In a little over 12 months, the European Commission will roll out a new legal framework to govern the protection of personal data. There were many debates and discussions about the controversial regulations, which passed last year, and scientists and scientific bodies raised concerns over restrictions that the framework could have placed on the use of research data. We won several concessions, but the fight is not over yet. Scientists must now come together to work out a consistent way to implement the rules, and they must do so quickly.

Once in place, the European regulations will have to be interpreted by lawyers, administrative staff and others across a diverse patchwork of legal systems and cultures. To smooth their introduction and implementation, the European Commission is encouraging organizations that represent data users to prepare formal codes of conduct that would set out — in simple language — what can and cannot be done. Scientists need to help prepare these codes to ensure that the hard-won concessions for research are not lost in translation.

Legal texts are not easily accessible to non-lawyers. By developing codes of conduct that are as understandable as possible, we can help to guide researchers and administrative staff, reduce unnecessary fear about compliance and enhance data sharing for the sake of progress in research.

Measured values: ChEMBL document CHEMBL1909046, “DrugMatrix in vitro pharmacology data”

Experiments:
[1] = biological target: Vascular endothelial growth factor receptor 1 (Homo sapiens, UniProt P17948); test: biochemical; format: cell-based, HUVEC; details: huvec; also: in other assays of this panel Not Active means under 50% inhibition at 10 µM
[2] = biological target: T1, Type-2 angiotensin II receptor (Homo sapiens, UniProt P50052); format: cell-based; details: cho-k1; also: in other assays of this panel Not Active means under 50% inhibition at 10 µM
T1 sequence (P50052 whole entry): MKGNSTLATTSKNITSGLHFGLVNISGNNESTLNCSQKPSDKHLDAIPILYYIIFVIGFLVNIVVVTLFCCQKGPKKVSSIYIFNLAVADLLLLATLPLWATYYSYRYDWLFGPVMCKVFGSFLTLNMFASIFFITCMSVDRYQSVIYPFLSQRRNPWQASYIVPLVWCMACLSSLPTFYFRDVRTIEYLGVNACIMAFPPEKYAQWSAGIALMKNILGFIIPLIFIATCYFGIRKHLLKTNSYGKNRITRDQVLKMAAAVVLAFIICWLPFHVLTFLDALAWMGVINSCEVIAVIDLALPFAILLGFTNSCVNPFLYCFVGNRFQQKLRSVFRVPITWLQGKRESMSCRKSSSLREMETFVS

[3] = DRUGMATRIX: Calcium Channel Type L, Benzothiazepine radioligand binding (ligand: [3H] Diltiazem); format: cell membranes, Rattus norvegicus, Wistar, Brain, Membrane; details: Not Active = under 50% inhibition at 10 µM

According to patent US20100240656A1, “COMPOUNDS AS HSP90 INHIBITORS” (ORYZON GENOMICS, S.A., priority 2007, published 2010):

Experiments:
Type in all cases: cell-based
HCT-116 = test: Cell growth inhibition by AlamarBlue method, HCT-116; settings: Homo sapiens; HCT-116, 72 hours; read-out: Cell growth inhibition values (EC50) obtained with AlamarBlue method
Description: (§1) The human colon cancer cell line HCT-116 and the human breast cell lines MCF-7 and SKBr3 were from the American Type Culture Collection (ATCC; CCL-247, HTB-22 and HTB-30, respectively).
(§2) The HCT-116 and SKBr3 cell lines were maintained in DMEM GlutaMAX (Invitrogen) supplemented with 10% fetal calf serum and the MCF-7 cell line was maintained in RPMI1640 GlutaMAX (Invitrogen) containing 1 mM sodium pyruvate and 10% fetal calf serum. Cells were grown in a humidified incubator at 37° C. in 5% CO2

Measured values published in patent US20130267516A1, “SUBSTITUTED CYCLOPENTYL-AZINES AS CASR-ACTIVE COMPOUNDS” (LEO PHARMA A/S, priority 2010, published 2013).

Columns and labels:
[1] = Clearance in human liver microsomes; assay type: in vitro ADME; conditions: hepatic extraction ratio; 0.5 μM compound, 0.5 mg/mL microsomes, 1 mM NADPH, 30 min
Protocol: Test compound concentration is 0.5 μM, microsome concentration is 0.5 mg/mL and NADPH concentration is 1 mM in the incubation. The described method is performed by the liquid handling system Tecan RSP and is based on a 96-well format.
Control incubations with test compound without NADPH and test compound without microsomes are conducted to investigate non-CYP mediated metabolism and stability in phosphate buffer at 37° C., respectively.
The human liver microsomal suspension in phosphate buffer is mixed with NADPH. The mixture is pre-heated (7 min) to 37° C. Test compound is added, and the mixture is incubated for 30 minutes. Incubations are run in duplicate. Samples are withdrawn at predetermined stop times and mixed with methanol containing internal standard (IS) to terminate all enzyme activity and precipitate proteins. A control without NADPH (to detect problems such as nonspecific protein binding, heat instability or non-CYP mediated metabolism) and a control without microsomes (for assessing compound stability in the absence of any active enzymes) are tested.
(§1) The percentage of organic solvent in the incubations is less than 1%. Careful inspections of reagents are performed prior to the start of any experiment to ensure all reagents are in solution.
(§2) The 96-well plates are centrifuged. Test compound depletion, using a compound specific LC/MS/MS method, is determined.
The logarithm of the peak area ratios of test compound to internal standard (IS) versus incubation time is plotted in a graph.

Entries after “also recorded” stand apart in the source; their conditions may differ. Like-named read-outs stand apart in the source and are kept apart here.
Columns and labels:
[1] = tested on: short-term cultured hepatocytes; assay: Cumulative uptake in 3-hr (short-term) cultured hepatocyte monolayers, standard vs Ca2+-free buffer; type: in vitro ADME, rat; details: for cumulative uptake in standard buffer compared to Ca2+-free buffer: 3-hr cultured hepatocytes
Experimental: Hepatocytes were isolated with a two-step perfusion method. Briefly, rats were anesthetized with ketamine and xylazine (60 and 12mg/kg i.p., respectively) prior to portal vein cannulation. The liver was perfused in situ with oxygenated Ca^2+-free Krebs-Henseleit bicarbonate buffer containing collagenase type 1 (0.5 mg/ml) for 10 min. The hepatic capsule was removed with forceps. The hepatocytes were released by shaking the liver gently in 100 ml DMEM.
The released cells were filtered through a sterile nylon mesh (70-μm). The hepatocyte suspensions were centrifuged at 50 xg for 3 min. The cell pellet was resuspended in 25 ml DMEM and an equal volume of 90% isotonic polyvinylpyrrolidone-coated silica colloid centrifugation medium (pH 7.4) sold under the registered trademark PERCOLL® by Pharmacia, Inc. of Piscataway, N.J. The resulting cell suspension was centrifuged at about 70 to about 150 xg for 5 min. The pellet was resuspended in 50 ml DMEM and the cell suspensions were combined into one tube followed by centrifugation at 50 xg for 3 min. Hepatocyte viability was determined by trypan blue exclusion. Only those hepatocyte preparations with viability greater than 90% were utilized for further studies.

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HHS and 15 other Federal Departments and Agencies Announce Revisions to the US Federal Policy for the Protection of Human Subjects (the Common Rule) – Statement from the HHS0

Posted by Admin in on January 19, 2017
 

The U.S. Department of Health and Human Services (HHS) and fifteen other Federal Departments and Agencies have announced revisions to modernize, strengthen, and make more effective the Federal Policy for the Protection of Human Subjects that was originally promulgated as a Common Rule in 1991. This final rule is intended to better protect human subjects involved in research, while facilitating valuable research and reducing burden, delay, and ambiguity for investigators.

This change applies only to research that is reviewed by an IRB/research ethics committee that utilises the HHS framework. Nevertheless it might portend changes to the frameworks in other jurisdictions.

These revisions are an effort to modernize, simplify, and enhance the current system of oversight.
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The final rule is being put on public display on January 18, 2017, by the Office of the Federal Register and can be accessed at: https://www.federalregister.gov/documents…. It is expected that the final rule will be published in the Federal Register on January 19, 2017.
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HHS released a Press Release about the final rule that can be accessed at: https://www.hhs.gov/about/news/2017/01/18/final-rule-enhances-protections-research-participants-modernizes-oversight-system.html.